^ Jump up to: a b "Strawberries by Martin Welsh, history, variety and cultiv ation of strawberries". Nvsuk.org.uk. Retrieved 2009-12-05. ^ Jump up to: a b Esau, K. 1977. Anatomy of seed plants. John Wiley and Sons , New York. Jump up ^ Darrow, George M. "The Strawberry: History, Breeding and Physiolog y". ^ Jump up to: a b "G6135 Home Fruit Production: Strawberry Cultivars and The ir Culture | University of Missouri Extension". Extension.missouri.edu. Retrieve d 2009-12-05. Jump up ^ Strawberry Growing, Stevenson Whitcomb Fletcher, The Macmillan Co. , New York, 1917. Google Books ^ Jump up to: a b c d "Strawberry Plasticulture Offers Sweet Rewards". Ag.oh io-state.edu. 2002-06-28. Retrieved 2009-12-05. ^ Jump up to: a b c d http://www.newenglandvfc.org/pdf_proceedings/Stawberry Production.pdf Jump up ^ "Pritts Greenhouse Berried Treasures". Hort.cornell.edu. Retrieved 2009-12-05. ^ Jump up to: a b c "Strawberry Fields Forever". Noble.org. Retrieved 2009-1 2-05. Jump up ^ Wang SW., Millner P. (November 2009). "Effect of Different Cultura l Systems on Antioxidant Capacity, Phenolic Content, and Fruit Quality of Strawb erries (Fragaria × aranassa Duch.)". Journal of Agricultural and Food Chemistry (A CS Publications) 57 (20): 9651 9657. doi:10.1021/jf9020575. Jump up ^ Wang SY, Lin HS (November 2003). "Compost as a soil supplement inc reases the level of antioxidant compounds and oxygen radical absorbance capacity in strawberries". Journal of Agricultural and Food Chemistry 51 (23): 6844 50. do i:10.1021/jf030196x. PMID 14582984. ^ Jump up to: a b "Proper Cultivation Yields Strawberry Fields Forever". Lar rysagers.com. 1992-04-15. Retrieved 2009-12-05.[dead link] Jump up ^ S. C. Hokanson, J. L. Maas, 2001. Strawberry biotechnology, ''Plan t Breeding Reviews'' 21:139 179. Books.google.ca. Retrieved 2013-03-09. Jump up ^ "Journal Article". SpringerLink. Retrieved 2009-12-05. Jump up ^ http://eur-lex.europa.eu/LexUriServ/LexUriServ.do?uri=OJ:C:2009:08 9:0004:0008:EN:PDF Jump up ^ "HS1116/HS370: Nitrogen Fertilization of Strawberry Cultivars: Is Preplant Starter Fertilizer Needed?". Edis.ifas.ufl.edu. 2007-08-06. Retrieved 2 009-12-05. Jump up ^ Bordelon, Bruce. "Growing Strawberries". Purdue University. Jump up ^ "Production Guide for Commercial Strawberries". Iowa State Univers ity. ^ Jump up to: a b "Commercial Postharvest Handling of Strawberries (Fragaria spp.)". Extension.umn.edu. Retrieved 2009-12-05. Jump up ^ "Conveyors improve the fruits of processor's labors.(Frexport S.A. de C.V.)". AccessMyLibrary. 2000-01-01. Retrieved 2009-12-05. ^ Jump up to: a b "Insect Pests of Strawberries and Their Management". Virgi niafruit.ento.vt.edu. 2000-05-03. Retrieved 2009-12-05. Jump up ^ "Radcliffe's IPM World Textbook | CFANS | University of Minnesota" . Ipmworld.umn.edu. 2009-11-20. Retrieved 2009-12-05. ^ Jump up to: a b c d e "Strawberry Diseases". Extension.umn.edu. Retrieved 2009-12-05. Jump up ^ Pleasant, Barbara (2011). "All About Growing Strawberries". Mother Earth News (248): 23 25. Jump up ^ Davis, Julie Bawden (2009). "Strawberry Success". Organic Gardenin g 56 (5): 52 56. Jump up ^ "Faostat". Faostat.fao.org. 2013-01-16. Retrieved 2013-03-09. Jump up ^ Klein, Carol (2009). Grow your own fruit. UK: Mitchell Beazley. p. 224. ISBN 9781845334345. Jump up ^ "RHS Plant Selector Fragaria × ananassa 'Cambridge Favourite' (F) AG M / RHS Gardening". Apps.rhs.org.uk. Retrieved 2012-11-17. Jump up ^ "RHS Plant Selector Fragaria × ananassa 'Hapil' (F) AGM / RHS Garden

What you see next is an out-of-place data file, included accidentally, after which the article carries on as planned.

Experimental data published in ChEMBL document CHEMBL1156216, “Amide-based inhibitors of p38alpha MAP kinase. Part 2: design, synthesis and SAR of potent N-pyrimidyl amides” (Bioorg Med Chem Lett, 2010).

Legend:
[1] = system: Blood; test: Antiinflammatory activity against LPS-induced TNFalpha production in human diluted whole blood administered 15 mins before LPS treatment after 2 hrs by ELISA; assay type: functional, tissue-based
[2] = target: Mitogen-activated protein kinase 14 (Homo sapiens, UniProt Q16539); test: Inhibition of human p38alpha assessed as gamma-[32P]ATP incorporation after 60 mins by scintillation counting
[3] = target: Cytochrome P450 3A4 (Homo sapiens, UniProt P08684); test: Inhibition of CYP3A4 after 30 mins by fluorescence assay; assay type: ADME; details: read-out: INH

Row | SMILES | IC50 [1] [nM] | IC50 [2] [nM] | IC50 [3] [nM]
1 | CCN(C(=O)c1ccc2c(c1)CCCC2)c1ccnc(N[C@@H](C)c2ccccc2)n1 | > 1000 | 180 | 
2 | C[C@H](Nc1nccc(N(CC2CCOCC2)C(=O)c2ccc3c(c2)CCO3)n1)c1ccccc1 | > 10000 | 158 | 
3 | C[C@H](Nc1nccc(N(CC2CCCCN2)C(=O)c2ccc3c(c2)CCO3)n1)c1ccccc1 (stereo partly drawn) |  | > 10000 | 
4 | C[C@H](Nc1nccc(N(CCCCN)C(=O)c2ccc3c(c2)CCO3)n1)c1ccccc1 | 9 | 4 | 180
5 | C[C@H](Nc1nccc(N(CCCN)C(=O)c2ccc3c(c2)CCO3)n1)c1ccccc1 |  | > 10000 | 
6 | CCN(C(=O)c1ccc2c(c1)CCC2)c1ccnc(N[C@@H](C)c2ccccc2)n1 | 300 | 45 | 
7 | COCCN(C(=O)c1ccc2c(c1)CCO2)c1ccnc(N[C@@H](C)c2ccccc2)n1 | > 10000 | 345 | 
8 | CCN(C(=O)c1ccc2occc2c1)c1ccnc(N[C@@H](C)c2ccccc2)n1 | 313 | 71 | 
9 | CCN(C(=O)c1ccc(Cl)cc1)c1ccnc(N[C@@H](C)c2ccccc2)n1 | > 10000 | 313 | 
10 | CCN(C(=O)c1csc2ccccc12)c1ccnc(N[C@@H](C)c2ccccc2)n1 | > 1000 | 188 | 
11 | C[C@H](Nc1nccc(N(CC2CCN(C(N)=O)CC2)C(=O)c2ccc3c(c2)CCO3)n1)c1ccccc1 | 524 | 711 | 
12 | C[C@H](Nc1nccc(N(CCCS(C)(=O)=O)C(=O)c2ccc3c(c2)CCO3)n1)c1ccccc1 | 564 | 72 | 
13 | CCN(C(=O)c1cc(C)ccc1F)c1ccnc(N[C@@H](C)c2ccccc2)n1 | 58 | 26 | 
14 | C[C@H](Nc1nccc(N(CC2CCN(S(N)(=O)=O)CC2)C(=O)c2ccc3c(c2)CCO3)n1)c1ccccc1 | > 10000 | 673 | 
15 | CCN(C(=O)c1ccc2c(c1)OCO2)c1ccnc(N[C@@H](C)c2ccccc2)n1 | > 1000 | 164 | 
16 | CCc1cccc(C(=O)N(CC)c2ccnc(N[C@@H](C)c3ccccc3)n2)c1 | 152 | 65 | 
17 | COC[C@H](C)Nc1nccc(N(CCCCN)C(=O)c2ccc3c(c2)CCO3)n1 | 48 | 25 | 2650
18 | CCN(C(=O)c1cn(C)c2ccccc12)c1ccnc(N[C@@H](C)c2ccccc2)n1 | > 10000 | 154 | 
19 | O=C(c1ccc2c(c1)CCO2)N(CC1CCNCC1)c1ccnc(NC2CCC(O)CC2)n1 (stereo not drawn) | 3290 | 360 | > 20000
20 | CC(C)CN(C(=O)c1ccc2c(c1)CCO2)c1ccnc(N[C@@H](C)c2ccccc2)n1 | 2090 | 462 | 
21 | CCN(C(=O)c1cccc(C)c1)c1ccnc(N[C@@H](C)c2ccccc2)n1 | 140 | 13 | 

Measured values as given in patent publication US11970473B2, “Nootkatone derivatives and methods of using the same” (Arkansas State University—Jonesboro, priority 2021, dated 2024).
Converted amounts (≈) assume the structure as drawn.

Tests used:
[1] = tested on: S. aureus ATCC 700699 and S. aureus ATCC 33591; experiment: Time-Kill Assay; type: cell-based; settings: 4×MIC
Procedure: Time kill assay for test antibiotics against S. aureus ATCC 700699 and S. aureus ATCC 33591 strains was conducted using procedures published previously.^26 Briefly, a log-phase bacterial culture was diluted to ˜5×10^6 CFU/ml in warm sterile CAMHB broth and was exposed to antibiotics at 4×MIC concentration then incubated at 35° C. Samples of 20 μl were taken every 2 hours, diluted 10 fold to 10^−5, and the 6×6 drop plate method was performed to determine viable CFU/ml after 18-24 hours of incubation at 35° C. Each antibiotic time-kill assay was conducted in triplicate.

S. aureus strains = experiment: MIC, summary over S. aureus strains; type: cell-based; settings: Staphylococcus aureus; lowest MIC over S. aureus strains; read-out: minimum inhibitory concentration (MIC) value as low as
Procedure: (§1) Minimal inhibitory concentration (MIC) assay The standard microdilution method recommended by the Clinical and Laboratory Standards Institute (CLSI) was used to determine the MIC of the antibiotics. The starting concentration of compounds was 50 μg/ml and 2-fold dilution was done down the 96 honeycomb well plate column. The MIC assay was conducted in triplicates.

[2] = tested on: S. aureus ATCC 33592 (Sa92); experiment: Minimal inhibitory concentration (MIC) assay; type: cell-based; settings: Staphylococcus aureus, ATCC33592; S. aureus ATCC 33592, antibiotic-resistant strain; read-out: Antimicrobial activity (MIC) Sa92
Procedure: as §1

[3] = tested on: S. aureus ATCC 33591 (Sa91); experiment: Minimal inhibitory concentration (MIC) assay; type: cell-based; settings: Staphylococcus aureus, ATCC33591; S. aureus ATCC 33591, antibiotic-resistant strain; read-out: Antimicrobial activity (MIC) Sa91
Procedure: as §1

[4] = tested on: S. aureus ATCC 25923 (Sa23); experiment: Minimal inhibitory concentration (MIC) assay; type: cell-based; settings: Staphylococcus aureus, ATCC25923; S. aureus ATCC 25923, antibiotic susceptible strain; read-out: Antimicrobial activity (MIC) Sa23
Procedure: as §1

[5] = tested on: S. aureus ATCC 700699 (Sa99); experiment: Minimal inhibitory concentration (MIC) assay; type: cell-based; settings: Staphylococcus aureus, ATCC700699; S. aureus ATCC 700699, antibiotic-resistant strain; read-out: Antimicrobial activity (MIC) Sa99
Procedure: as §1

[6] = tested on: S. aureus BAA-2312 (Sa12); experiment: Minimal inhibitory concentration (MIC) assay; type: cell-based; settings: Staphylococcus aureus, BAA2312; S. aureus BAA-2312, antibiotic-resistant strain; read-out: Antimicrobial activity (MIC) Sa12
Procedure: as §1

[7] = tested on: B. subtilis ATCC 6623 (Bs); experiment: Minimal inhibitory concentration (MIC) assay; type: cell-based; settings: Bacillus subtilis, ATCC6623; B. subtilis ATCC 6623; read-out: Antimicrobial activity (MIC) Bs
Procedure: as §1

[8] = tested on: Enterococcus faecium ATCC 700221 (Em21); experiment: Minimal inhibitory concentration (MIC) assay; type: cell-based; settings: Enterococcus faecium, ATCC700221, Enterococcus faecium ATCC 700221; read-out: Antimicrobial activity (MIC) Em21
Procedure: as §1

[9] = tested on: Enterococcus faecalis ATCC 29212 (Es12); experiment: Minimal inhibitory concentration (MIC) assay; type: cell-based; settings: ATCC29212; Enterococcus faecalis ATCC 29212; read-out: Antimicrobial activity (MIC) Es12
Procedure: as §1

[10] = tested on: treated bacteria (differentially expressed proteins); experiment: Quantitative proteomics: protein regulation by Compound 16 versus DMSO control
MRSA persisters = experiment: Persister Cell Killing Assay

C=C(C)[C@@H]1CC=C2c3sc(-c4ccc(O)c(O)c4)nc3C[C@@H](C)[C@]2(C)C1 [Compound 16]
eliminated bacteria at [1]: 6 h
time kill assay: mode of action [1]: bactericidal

ing". Apps.rhs.org.uk. Retrieved 2012-11-17. Jump up ^ "RHS Plant Selector Fragaria × ananassa 'Honeoye' (F) AGM / RHS Gard ening". Apps.rhs.org.uk. Retrieved 2012-11-17. Jump up ^ "RHS Plant Selector Fragaria × ananassa 'Pegasus' PBR (F) AGM / RHS Gardening". Apps.rhs.org.uk. Retrieved 2012-11-17. Jump up ^ "RHS Plant Selector Fragaria × ananassa 'Rhapsody' (F) AGM / RHS Gar dening". Apps.rhs.org.uk. Retrieved 2012-11-17. Jump up ^ "RHS Plant Selector Fragaria × ananassa 'Symphony' PBR (F) AGM / RHS Gardening". Apps.rhs.org.uk. Retrieved 2012-06-06. Jump up ^ "Propagating Strawberry runners". Retrieved 2012-11-17. Jump up ^ Takeguma, Massahiro. "Growing Strawberries". Retrieved 28 April 20 13. Jump up ^ Ree Drummond (2011). "Strawberry Oatmeal Bars". Food Network. Retr ieved March 27, 2013. Jump up ^ http://www.workinfinland.com/the-definitive-guide-to-strawberry-pi cking-in-scandinavia/ Jump up ^ Alameda.peralta.edu[dead link] Jump up ^ Pamela Maher and David Schubert, et al. Fisetin Lowers Methylglyox al Dependent Protein Glycation and Limits the Complications of Diabetes; PLoS On e 1; June 2011, 6, 6, -e 21226. http://www.plosone.org/article/info%3Adoi%2F10.1 371%2Fjournal.pone.0021226 Jump up ^ "Nutrition Facts and Analysis for Strawberries, raw". Nutritiondat a.com. Retrieved 2009-12-05. Jump up ^ BonkeurInternet. "Strawberry Nutrition Facts. Health, Food, Diet". Thefruitpages.com. Retrieved 2009-12-05. Jump up ^ "Strawberry Nutrition". Sweetdarling.com. 1997-07-14. Retrieved 20 09-12-05. Jump up ^ (cite web |url=http://nutritiondata.self.com/facts/fruits-and-frui t-juices/2064/2 Jump up ^ (cite web |url=http://www.webmd.com/diet/features/nutritional-bene fits-of-the-strawberry Jump up ^ Robinson, Kerry. "Food Safety, Healthy Eating and Nutrition Inform ation". IFIC. Retrieved 2009-12-05. Jump up ^ Hjernø K, Alm R, Canbäck B, et al. (March 2006). "Down-regulation of t he strawberry Bet v 1-homologous allergen in concert with the flavonoid biosynth esis pathway in colorless strawberry mutant". Proteomics 6 (5): 1574 87. doi:10.10 02/pmic.200500469. PMID 16447153. Jump up ^ Idea TV GmbH (2005-06-21). "The chemistry of strawberry allergy (i ncludes 'Sofar' reference)". Innovations-report.com. Retrieved 2013-03-09. Jump up ^ Clarifying the Identity of the Main Ellagitannin in the Fruit of t he Strawberry, Fragaria vesca and Fragaria ananassa Duch. Urska Vrhovsek, Grazia no Guella, Mattia Gasperotti, Elisa Pojer, Mirella Zancato and Fulvio Mattivi, J . Agric. Food Chem., 2012, 60 (10), pages 2507 2516, doi:10.1021/jf2052256 Jump up ^ Identification of phenolic compounds in strawberries by liquid chr omatography electrospray ionization mass spectroscopy. Navindra P. Seeram, Rupo Lee, H. Samuel Scheuller, David Heber, Food Chemistry, Volume 97, Issue 1, July 2006, Pages 1 11, doi:10.1016/j.foodchem.2005.02.047 Jump up ^ Jouquand, Celine; Chandler, Plotto, Goodner (2008). "A Sensory and Chemical Analysis of Fresh Strawberries Over Harvest Dates and Seasons Reveals Factors that Affect Eating Quality". Amer. Soc. Hort. Sci. 133 (6): 859 867. Further reading Hancock, J.F. (1999). Strawberries (Crop Production Science in Horticulture) . CABI. ISBN 978-0-85199-339-3 External links Look up strawberry in Wiktionary, the free dictionary. Search Wikimedia Commons